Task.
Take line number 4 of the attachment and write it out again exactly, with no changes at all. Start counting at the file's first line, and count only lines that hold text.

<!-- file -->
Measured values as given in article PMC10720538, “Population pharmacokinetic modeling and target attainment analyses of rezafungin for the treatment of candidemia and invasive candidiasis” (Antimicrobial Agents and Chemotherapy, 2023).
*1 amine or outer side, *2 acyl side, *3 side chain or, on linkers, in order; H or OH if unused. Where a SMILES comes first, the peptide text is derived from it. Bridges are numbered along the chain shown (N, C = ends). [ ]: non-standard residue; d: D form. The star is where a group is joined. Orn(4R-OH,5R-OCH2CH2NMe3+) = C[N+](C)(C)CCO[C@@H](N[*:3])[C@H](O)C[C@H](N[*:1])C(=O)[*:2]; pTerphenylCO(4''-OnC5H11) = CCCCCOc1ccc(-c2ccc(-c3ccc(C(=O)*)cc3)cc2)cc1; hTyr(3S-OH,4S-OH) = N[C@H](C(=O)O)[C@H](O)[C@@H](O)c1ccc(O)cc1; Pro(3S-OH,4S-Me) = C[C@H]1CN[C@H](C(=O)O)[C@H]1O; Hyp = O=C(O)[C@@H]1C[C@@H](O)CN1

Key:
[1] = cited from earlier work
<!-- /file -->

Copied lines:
[1] = cited from earlier work